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4,000 Mile Motorcycle Trip - Southwest USA

A few months ago I mentioned in passing to some friends that I would love to ride a motorcycle from my home in central Illinois to Sedona, Arizona. I had never been to the desert, the southern Rockies, or the southwest in general and it seemed like a must see... especially for a motorcyclist.

Luckily, one of my friends is an event planner for a living and he took my casual statement and turned it into a legitimate plan. I was expecting to get there "one day", but a few weeks later he sent me an itinerary and said, "When are we going?". With a bit of a surprise, and a comment about his diabetes potentially killing him young I decided to go forward with his plan. After I gave him a few dates, the trip was planned! Thanks, Forrest!

A short month later we were scheduled to hit the road. Our friend, Vincent, had just moved back from Georgia and with less than 24 hours to go decided that he too, would join in on the fun... it was time for an adventure.

AM - MAY 29, 2021

Vincent and I met at our departure point just before 6am, as that was the determined time for "kickstands up". Forrest was no where to be found but after a phone call we found out he had stayed up late the previous evening participating in what I can only assume were "questionable" activities as he needed to wash his clothes before he could run out to our meeting place. With no choice but to wait on our already late planner we stalled for his arrival. After he finally showed at 6:30 we started the bikes to hit the road and at 6:34 our first picture was taken as his "adventure bike" hit the ground 30 seconds into the trip. His tire slipped on the now settled morning dew atop a landscaping timber on the edge of the driveway. The ribbing began immediately, this trip was off to the perfect start.

Vincent and I waiting patiently for our boy to arrive.

He has arrived.

PM - MAY 29, 2021

The first stop of the day we grabbed a few snacks and water for the road, as the guys poked fun at me for checking the oil on my "boomer bike" after only 200 miles... ps she was good to go. After a long day riding interstate across Missouri and Kansas we ended up landing in Cheyenne Wells, Colorado. While this was supposed to be the boring part of the trip we still enjoyed the change in scenery. The bonus was that the comfort on the bikes was still good after 700+ miles. Cheyenne Wells is not much of a town but they did have a bar for food and a motel for our first sleep of the trip. After a sodie and supper at The Gap we headed over to the Trail In Motel to check in for the night. We couldn't help but notice a large amount of police officers patrolling the area. We assumed the heavy police presence was due to it being a border town with many marijuana dispensaries on one side and strict anti-marijuana laws on the other. Whatever it was, we were not interested in visiting with the local police, so after one round of said sodies, to bed we went.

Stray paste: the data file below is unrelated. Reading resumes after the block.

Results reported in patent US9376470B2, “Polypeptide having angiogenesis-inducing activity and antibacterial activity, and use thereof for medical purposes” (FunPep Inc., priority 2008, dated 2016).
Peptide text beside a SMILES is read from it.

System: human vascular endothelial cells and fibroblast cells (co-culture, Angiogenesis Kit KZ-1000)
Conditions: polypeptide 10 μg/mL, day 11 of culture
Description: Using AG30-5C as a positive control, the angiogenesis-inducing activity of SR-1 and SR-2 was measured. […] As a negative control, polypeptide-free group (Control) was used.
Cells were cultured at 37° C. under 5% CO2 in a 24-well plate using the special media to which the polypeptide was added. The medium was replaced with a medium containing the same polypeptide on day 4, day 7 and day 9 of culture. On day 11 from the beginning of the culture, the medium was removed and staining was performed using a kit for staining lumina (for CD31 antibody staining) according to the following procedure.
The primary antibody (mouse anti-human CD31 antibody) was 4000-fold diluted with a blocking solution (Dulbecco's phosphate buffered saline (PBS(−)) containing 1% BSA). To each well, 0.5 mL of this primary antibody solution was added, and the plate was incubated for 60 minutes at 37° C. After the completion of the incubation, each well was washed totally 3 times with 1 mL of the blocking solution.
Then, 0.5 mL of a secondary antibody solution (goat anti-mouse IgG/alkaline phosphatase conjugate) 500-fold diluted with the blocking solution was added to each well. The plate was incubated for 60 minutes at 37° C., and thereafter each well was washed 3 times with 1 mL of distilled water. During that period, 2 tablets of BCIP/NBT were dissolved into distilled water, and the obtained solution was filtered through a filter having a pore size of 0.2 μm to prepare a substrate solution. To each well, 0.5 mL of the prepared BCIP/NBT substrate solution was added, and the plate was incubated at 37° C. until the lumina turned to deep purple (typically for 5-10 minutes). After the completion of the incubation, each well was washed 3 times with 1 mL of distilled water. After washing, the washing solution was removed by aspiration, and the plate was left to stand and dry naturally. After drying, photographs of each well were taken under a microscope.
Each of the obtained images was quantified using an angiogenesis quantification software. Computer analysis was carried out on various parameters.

Preventative maintenance.

Kansas views... and wind.

The Gap - Cheyenne Wells

Trail In - The receptionist gave us a room with covered parking for the forecasted rain.

Fog the next morning stalled us for about an hour.

Ready to hit the road... looking fresh.

May 30, 2021

Southeast Colorado and a large portion of New Mexico were to be traversed on day 2. Due to some dense fog that morning we hit the road a little later than we anticipated as we hoped to avoid surprise wildlife and take in some changing scenery.. Mid morning we finally hit some mountains near La Veta, Colorado. We stopped there for gas amongst a large motorcycle rally of some kind. As we continued on we cherished our luck as we skirted rain all the way to Taos, New Mexico for lunch. While the scenery was getting better thanks to the Sangre De Cristo Mountains, the temperature continued to climb. We hit 85 degrees in Taos, a big difference from the 40's that we set out in two days prior. We didn't mind though, as we knew that this was nothing compared to the desert heat we were heading for. After lunch, we took the scenic high road from Taos to Santa Fe. A couple quick laps through downtown Santa Fe led to disgruntled shoppers as we slowly cruised loud bikes through the crowd. We stopped briefly, mainly to give Forrest grief about his "bougie-ness", as he oogled the fancy jewelry shops and cafes. It was now later in the day than we planned so we made a quick hustle to Albuquerque, where we fought brutal cross winds at 90mph down the interstate. This pace was set by the bikes in front of us as we tried to get to our next gas stop and make a west turn where the wind may not affect us as badly. We finally arrived at our final gas stop of the day on the west side of Albuquerque and chose a likely camping location in the Cibola National Forest. We arrived near dark and while the other two were on adventure bikes I had the pleasure of discovering the off-road capability of a fully loaded Harley bagger. This time it was Vincent's turn to be the butt of jokes as his bike found the ground after he made an ill advised loop through a sand and rock filled ditch. We settled on a camp site just past dark and set up for the night. After a sip of High West whiskey and some sky watching we went to sleep. The plans for tomorrow and our arrival in Sedona were sharp in our minds.